Aim Cholangiocarcinomas display intestinal and pyloric gland metaplasia-cell phenotypes. Those that arise in chronically inflamed (fluke infested) bile ducts more frequently express the intestinal metaplasia-cell phenotype and p53 than sporadic cholangiocarcinomas. We wished to determine if adenocarcinomas of the gallbladder display a similar profile.
Methods Adenocarcinoma, adenoma, and dysplastic and metaplastic epithelia were studied in 55 gallbladders. Serial paraffin sections were stained for five foregut antigens characteristically present in pyloric gland metaplasia, three intestinal-specific antigens and p53. Antigen expression was compared with that shown by 65 fluke-associated and 47 sporadic cholangiocarcinomas.
Results Pyloric gland metaplasia in gallbladders with chronic cholecystitis invariably displayed the five foregut antigens. The frequency of expression of these five antigens by the gallbladder cancers and cholangiocarcinomas did not differ significantly. An intestinal goblet-cell marker and p53 were more frequently expressed by gallbladder carcinoma (59% and 45%, respectively) and fluke-associated cholangiocarcinoma (45% and 46%) than by sporadic cholangiocarcinoma (17% and 23%). K20 was more frequently expressed by gallbladder carcinoma (52%) than either fluke-associated (21%) or sporadic (17%) cholangiocarcinoma. Dysplastic epithelium and adenomas also displayed the pyloric gland and intestinal metaplasia-cell phenotypes. Cells staining for pyloric gland metaplasia-cell phenotypes were distinct from the intestinal metaplasia-cell phenotypes when present together in a gallbladder carcinoma, cholangiocarcinoma, dysplastic epithelium or adenoma.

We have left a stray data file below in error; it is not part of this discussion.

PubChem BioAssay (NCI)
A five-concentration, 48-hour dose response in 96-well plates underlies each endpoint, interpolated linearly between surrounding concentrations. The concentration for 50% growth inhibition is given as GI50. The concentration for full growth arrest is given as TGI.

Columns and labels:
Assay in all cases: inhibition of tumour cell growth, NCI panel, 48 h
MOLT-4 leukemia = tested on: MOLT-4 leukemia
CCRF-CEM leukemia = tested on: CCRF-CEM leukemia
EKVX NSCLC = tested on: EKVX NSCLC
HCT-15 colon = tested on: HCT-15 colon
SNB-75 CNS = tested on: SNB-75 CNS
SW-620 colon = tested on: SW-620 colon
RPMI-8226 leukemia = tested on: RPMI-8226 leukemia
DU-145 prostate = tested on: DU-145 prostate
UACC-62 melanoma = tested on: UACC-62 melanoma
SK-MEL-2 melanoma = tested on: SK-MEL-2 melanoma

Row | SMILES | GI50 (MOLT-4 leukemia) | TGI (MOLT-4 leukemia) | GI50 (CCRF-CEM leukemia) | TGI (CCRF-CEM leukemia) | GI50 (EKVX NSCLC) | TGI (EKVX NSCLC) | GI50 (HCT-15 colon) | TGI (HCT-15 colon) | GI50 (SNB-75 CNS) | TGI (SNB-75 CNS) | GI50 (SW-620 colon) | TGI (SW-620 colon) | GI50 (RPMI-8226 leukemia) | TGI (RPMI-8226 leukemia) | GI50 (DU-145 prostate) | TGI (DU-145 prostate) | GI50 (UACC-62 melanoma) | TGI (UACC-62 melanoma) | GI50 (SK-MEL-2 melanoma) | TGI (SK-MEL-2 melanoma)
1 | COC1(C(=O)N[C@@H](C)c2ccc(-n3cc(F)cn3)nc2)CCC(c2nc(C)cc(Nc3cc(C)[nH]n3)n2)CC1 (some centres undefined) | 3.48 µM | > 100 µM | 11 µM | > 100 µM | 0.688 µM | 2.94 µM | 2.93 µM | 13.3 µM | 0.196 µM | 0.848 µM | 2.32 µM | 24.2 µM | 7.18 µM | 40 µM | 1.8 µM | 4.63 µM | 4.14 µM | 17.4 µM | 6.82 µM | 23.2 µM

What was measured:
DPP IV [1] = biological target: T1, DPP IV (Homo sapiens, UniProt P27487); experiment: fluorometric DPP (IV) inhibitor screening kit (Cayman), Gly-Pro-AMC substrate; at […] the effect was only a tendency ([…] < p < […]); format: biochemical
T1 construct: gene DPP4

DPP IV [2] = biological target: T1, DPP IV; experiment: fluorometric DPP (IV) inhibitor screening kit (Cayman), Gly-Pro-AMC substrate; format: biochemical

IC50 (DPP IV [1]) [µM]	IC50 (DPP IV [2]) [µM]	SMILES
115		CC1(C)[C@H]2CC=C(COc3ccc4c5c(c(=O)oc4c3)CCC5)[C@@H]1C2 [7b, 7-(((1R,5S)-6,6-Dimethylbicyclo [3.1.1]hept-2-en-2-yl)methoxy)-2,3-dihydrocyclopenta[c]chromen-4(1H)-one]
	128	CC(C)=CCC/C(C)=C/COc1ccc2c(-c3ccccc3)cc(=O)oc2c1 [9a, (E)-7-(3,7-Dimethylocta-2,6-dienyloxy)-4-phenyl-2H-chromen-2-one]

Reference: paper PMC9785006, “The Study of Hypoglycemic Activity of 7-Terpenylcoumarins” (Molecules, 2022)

Conclusions Adenocarcinomas of gallbladder generally arise from a foregut cell lineage via a metaplasia-dysplasia-carcinoma sequence. A background of chronic inflammation increases the frequency of expression of an intestinal goblet-cell phenotype and p53 in the cancers.
- Gall Bladder Cancer
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